Neovascular glaucoma (NVG) occurs when new fibrovascular tissue proliferates onto the anterior chamber angle obstructing the trabecular meshwork. Retinal ischaemia is thought to be the main stimulus.1 Sarcoidosis can lead to retinal ischaemia and neovascularisation in the setting of ischaemic vasculitis.2 Uveitis without retinal ischaemia is a rare cause of NVG. We report the first case of NVG secondary to panuveitis of sarcoidosis in the absence of retinal ischaemia.
A 62-year-old woman with known sarcoidosis was referred from the uveitis clinic with a 2-week history of bilateral elevated intraocular pressure (IOP). A mediastinal lymph node biopsy had confirmed the diagnosis of sarcoidosis approximately 1 year prior to presentation to our clinic. Her systemic sarcoidosis required high-dose oral prednisone to control the disease. Since she suffered from prednisone-induced diabetes as well as other side effects, her treatment with prednisone was usually tapered quickly. At the time of presentation, she was on 1 mg of prednisone and 12.5 mg of methotrexate. Over the month prior to presentation, she had experienced increased shortness of breath with a recurrence of photophobia and floaters, especially in the left eye. She had normal serum glucose levels without treatment for diabetes. Her past ocular history is of a chronic low-grade pan-uveitis with numerous flare-ups that required sub-tenons dexamethasone injections. She had been on timolol 0.5% b.i.d. OU for the past year for mildly elevated IOP bilaterally (20–25 mmHg).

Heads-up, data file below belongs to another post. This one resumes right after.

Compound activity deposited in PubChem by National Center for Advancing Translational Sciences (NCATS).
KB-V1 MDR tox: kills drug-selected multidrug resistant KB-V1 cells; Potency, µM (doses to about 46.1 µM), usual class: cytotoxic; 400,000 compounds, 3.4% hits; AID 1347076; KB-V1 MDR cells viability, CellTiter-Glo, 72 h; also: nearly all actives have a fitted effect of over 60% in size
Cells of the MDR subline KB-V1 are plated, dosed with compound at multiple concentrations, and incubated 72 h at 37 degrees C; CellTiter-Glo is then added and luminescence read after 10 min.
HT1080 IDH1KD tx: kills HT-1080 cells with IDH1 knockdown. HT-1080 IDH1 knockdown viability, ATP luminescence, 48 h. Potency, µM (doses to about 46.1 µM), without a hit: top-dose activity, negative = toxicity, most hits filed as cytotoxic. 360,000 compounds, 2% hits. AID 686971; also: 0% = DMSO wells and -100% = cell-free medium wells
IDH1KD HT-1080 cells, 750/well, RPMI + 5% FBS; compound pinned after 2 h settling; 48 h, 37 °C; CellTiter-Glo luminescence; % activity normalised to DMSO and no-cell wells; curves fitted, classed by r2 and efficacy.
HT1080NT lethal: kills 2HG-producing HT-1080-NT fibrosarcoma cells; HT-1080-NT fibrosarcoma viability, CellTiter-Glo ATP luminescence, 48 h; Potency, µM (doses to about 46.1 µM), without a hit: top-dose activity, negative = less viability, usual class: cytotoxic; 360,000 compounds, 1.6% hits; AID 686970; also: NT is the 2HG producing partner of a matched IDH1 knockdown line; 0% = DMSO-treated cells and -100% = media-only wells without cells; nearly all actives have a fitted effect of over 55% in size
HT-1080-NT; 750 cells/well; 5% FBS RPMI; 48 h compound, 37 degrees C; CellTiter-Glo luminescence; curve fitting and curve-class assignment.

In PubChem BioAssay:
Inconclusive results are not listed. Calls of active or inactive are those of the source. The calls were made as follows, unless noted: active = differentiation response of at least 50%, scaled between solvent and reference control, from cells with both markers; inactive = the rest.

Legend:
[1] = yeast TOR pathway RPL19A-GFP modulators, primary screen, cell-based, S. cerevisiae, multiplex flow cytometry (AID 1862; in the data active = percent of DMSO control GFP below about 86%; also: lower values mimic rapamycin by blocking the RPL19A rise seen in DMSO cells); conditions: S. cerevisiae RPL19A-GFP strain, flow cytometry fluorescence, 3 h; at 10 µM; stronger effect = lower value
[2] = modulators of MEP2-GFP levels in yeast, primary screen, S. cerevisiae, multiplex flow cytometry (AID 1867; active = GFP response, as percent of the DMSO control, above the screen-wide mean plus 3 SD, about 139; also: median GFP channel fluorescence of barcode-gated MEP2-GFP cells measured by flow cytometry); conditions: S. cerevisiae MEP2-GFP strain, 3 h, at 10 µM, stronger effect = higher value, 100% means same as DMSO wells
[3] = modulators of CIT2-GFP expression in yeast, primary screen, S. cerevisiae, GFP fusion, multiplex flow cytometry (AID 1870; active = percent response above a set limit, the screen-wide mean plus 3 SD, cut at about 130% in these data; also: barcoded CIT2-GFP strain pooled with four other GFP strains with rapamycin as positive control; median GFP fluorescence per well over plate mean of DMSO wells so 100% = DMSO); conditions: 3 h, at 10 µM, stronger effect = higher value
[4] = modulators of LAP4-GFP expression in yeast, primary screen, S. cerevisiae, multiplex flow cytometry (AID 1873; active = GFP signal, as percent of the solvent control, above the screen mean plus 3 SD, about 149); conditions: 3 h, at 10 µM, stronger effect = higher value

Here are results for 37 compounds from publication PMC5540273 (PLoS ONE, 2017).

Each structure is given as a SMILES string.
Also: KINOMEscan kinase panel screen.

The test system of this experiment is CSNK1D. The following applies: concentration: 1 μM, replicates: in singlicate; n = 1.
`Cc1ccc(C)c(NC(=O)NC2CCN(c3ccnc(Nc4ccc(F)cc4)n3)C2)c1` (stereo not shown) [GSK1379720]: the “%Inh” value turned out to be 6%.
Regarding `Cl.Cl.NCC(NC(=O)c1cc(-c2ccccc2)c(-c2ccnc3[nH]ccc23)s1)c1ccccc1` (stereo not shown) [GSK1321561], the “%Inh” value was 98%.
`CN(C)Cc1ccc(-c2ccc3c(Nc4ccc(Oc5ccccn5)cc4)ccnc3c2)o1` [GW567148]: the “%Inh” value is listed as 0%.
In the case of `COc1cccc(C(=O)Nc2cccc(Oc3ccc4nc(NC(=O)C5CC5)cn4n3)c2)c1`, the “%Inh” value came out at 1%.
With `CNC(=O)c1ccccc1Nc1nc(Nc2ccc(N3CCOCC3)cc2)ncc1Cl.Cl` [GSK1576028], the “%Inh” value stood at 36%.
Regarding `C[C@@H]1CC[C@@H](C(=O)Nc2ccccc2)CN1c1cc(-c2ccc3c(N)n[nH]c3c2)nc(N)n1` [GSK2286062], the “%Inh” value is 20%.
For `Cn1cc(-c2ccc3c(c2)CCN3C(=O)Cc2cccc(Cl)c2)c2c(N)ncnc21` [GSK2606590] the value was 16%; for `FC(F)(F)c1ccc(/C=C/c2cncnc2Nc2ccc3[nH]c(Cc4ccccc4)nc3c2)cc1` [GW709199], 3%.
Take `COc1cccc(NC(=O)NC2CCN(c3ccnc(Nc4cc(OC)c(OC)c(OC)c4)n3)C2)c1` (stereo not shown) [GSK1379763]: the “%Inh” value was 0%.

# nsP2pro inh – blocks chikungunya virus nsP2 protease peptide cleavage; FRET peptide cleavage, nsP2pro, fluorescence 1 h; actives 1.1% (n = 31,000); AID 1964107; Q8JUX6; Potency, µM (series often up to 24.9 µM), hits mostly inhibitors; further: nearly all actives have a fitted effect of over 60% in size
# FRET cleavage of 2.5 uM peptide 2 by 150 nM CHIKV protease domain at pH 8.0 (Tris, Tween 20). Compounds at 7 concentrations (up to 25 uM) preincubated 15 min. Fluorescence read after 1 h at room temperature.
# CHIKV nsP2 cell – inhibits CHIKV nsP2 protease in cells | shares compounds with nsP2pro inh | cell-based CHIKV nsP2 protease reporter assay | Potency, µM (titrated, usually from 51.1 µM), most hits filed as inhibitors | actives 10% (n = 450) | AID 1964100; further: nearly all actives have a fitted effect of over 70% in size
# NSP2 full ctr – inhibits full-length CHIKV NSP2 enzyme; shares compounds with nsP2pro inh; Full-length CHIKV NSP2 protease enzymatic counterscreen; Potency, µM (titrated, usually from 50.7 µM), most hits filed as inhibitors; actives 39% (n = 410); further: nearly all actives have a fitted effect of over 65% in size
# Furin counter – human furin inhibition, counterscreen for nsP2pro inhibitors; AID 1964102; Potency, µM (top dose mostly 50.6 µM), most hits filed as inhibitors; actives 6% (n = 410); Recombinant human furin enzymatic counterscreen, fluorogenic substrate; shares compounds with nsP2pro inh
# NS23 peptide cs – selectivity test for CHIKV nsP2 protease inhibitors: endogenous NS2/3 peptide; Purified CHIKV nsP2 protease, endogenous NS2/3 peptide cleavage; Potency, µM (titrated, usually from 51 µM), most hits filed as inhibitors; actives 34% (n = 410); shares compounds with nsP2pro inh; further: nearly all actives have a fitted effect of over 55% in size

On examination, her visual acuities were 6/9 right and 6/36 left. Her IOP measured 28 mmHg OD and 48 mmHg OS. Anterior segment examination revealed granulomatous inflammation with anterior chamber cells and flare (left greater than right). There was moderate rubeosis iridis on the left and neovascularisation of the anterior chamber angle on the left. Bilateral vitritis was present, more marked on the left. Fundus examination revealed cup:disc ratio of 0.2 right and 0.3 left, with widespread previously documented sarcoid-related chorioretinal lesions bilaterally (Figure 1). There was no evidence of diabetic retinopathy or retinal vein occlusion. A fluorescein angiogram was performed and revealed no evidence of retinal ischaemia (Figure 2). She was treated with oral prednisone 60 mg, and 2 weeks later had a Baerveldt tube shunt with a Vicryl tie and Sherwood slit inserted into her left eye. Postoperatively, her IOP was 10 mmHg OS. Her oral prednisone was tapered over the subsequent 4 weeks. She represented with a scleritis over the left bleb, which settled with an increase to her prednisone dose.